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Officials address Indiana County reassessment concerns

| Friday, Aug. 30, 2013, 1:42 p.m.

Indiana County's first county-wide property value reassessment since 1968 has started, and property values throughout the county will increase by the time the project is completed.

But increased property values won't automatically mean a higher tax bill for everyone, a panel of officials told citizens attending an informational meeting Aug. 20 at the Kovalchick Convention and Athletic Complex in Indiana.

“Most people would think that taxes would automatically go up, but that is not the case at all,” said Indiana County Commissioners Chairman Rodney Ruddock. “At the same time, there has to be some measure of neutrality and fairness built into the system so that you're only paying your fair share of taxes, and that's what the process is going to do for us.”

The reassessment, by law, must be revenue neutral, meaning any increase in the combined total assessed value of all county properties must be met with a corresponding decrease in the property tax millage rate to maintain a steady total tax revenue.

“Everyone's value will go up. There's no doubt about the fact that your assessed value will go up, but that's only half of the equation,” said M. Janet Burkardt, an attorney from the law offices of Ira Weiss, which conducted a study in 2010 that showed the county's property tax structure was unbalanced. “The assessed value is multiplied by the millage. The millage will go down (as assessed values go up).”

Still, many in the audience for the public information meeting saw the reassessment as a means for generating more tax revenue and used the meeting to voice complaints about tax burdens and the property tax system in general.

“A lot of people put a lot of money into fixing their houses up very nicely, so of course they're going to be punished...” one woman complained.

Others lamented over assumed increases to their tax bills resulting from the reassessment.

“If you're going to raise taxes, I'm going to have to move out of my house because there's no way I can afford more taxes,” another woman said.

County commissioners, school boards and municipal leaders can later vote to increase millage rates after calibrating tax rates to reflect the reassessment – just as they can vote to increase taxes during any regular budget cycle. The county can increase the millage rate by no more than 10 percent in the first year following reassessment.

Dominick Gambino, president of Diversified Municipal Services Inc., said tax bills for properties which sold for exactly $100,000 during the study period from 2007 through 2010 had county tax bills ranging from as low as about $250 to more than $800, demonstrating how inaccurate the tax system has become since 1968.

In general, a county-wide reassessment results in roughly one-third of property owners seeing an increase in their tax bill while another third sees a decrease and the rest see their taxes remain roughly the same, Gambino said.

None of the residents who spoke up at the meeting anticipated their property tax bill would decrease.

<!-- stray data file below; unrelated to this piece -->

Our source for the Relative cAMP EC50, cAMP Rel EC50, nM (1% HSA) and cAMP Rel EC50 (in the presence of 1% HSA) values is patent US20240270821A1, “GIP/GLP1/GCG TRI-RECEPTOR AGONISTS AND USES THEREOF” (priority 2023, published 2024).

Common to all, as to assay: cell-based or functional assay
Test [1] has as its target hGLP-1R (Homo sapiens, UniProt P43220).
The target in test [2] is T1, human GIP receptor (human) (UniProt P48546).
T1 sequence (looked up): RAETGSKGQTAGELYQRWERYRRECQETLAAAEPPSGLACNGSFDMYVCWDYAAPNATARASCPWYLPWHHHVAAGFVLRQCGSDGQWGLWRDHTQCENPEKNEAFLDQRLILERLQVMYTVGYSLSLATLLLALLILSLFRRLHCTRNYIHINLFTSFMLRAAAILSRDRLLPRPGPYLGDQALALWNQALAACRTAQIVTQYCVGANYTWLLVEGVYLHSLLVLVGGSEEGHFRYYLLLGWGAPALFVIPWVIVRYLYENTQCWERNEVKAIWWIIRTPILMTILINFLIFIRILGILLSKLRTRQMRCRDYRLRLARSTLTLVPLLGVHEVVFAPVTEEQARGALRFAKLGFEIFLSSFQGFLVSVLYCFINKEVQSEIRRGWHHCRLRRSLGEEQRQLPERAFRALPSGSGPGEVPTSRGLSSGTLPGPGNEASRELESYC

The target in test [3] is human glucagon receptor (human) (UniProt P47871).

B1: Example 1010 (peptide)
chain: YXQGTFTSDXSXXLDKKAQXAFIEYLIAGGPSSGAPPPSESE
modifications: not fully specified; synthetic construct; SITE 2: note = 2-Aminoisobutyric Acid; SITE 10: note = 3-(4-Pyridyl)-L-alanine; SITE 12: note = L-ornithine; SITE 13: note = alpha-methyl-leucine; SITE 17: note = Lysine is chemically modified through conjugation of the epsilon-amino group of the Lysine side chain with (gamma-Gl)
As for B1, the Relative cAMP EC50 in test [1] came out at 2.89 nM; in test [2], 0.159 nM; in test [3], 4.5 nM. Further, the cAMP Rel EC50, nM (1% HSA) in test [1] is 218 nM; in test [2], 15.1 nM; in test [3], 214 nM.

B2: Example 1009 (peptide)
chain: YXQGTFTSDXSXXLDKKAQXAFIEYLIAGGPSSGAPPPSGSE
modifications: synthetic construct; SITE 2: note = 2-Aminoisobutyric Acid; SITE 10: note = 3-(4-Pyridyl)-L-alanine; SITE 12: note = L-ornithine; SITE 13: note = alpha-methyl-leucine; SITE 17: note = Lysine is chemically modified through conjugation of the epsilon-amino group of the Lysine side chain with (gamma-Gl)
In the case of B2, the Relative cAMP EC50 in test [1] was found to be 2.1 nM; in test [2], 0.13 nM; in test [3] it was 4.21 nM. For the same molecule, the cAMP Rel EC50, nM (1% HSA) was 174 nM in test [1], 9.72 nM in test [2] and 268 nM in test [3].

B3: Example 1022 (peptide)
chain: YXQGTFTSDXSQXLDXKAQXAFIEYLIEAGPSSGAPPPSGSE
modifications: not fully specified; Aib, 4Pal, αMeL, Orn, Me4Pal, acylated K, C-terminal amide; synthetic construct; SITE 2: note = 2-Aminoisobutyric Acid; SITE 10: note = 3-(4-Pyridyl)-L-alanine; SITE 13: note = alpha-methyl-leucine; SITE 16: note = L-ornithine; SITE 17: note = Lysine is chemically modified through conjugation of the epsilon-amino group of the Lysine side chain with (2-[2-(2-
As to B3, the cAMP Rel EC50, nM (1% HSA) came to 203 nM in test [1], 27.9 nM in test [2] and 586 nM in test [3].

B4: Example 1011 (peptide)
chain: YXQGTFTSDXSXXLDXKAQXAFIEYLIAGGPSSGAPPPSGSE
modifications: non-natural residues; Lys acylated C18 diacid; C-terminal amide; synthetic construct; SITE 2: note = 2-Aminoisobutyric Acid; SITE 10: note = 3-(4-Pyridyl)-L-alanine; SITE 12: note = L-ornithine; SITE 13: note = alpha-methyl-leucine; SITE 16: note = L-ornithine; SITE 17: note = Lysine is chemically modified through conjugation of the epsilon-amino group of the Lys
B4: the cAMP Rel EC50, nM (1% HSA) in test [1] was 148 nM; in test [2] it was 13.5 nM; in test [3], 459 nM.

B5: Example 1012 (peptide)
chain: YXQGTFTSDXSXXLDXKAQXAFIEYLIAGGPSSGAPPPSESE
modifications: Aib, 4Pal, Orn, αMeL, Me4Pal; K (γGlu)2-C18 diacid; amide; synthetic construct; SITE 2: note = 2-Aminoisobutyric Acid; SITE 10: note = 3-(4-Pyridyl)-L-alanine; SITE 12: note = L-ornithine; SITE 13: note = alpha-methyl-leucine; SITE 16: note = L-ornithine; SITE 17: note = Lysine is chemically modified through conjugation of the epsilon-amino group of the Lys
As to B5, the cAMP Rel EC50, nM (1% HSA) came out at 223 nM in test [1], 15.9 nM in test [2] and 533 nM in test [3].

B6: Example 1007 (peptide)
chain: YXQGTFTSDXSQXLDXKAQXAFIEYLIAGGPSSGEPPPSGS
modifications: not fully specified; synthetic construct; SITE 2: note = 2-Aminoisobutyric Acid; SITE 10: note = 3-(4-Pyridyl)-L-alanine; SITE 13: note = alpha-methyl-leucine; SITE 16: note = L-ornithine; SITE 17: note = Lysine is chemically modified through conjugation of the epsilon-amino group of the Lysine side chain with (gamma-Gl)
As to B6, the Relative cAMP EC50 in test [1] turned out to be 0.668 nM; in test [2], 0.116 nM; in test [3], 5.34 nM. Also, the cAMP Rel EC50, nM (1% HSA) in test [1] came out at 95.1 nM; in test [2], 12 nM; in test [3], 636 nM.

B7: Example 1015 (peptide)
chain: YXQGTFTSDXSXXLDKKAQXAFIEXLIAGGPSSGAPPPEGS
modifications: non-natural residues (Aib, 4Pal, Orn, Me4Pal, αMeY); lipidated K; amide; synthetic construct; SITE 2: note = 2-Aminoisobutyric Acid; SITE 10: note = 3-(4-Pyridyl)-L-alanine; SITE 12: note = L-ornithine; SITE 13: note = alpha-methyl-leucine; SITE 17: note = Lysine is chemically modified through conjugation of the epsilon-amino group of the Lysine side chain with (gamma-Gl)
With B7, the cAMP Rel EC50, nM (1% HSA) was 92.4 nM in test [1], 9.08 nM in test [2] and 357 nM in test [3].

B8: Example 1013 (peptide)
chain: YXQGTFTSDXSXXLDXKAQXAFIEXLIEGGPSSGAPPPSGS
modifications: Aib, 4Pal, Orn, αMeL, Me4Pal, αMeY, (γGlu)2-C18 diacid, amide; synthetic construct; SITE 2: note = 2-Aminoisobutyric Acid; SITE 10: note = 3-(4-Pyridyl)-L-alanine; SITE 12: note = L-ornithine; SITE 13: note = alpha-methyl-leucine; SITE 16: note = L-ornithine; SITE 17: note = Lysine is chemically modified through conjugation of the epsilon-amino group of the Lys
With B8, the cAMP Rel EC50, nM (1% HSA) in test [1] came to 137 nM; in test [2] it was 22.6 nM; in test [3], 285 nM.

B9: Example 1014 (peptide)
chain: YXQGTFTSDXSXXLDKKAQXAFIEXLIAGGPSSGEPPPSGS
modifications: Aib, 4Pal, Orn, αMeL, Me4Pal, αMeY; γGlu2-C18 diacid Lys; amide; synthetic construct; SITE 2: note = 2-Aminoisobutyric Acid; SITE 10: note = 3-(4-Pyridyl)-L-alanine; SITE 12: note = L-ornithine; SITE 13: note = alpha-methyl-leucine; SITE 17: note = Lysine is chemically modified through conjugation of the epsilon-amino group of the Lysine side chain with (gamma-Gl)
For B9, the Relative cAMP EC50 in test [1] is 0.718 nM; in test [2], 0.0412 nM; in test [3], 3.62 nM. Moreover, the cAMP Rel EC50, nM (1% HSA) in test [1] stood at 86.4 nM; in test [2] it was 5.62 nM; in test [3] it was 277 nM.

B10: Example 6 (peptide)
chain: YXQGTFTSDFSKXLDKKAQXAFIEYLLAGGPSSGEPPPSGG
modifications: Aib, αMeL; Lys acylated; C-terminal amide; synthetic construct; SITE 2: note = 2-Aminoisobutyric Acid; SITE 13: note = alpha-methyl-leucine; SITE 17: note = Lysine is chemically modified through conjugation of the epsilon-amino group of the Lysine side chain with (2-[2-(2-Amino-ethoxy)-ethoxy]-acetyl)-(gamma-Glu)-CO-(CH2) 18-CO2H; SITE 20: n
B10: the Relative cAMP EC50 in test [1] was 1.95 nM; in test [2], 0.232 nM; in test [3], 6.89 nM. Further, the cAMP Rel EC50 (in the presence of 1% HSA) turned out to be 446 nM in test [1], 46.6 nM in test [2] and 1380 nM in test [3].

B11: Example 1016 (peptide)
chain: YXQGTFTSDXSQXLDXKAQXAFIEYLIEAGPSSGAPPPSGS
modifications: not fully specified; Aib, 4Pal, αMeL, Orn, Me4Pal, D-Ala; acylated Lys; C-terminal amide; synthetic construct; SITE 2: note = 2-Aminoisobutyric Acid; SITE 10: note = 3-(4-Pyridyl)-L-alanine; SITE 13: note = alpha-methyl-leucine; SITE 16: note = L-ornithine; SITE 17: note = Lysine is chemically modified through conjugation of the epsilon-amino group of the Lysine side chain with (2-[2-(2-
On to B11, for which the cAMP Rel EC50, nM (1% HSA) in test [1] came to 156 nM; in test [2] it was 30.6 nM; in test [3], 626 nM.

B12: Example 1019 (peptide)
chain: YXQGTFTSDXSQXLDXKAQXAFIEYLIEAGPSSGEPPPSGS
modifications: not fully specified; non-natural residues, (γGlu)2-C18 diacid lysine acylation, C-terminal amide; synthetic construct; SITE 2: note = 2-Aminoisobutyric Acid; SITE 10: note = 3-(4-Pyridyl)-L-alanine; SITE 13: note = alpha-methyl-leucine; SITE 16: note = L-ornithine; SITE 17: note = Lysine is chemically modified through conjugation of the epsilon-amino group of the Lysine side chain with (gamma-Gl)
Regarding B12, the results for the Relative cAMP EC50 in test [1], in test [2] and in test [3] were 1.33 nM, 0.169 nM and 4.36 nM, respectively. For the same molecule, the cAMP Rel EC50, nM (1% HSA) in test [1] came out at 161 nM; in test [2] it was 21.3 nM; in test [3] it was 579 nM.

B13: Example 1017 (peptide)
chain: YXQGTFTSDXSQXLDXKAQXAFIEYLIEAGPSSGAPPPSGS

“One way to determine if your tax bill is going to go up or not, if you look at the average increase in the county, if your increase is less than that average, more than likely your tax bill is going to come down,” Gambino said. “The same with the school districts. If in your school district there's an average increase of 60 percent, if your increase was 50 percent, your tax bill will probably go down. It all depends on where your increase is compared to the average increase.”

Commissioners set property taxes for 2013 at 37.4 mills, with 30 mills devoted to the county's general fund.

The commissioners were required by state law to petition Indiana County Court of Common Pleas President Judge William Martin to raise the tax rate assigned to the general fund above 25 mills.

Residents will have an opportunity to schedule informal reviews after they receive notice of their new assessed values, and can appeal to the county's Board of Assessment Appeals and present their own evidence of fair market value.

The Board of Assessment Appeals' decision can be appealed to the Court of Common Pleas.

The notices sent to residents listing their property's new assessed value will also list a projected tax bill as well as the previous property tax information for the parcel.

“When you get your new assessment, at the bottom of that form will be a projection of what your tax bill will be compared to what you're currently paying...” Gambino said “That does include school and municipal, too ­– all three taxing bodies.”

Data collectors will canvass the county to record property characteristics and measure the exterior dimensions of houses and outbuildings, but will not enter buildings and will wear county identification badges, according to Evaluator Services and Technology, Inc. President Gene Porterfield.

The reassessment is expected to cost $3.5 million and take 30 months to complete.

Greg Reinbold is a staff writer for Trib Total Media. He can be reached at (724) 459-6100, ext. 2913 or

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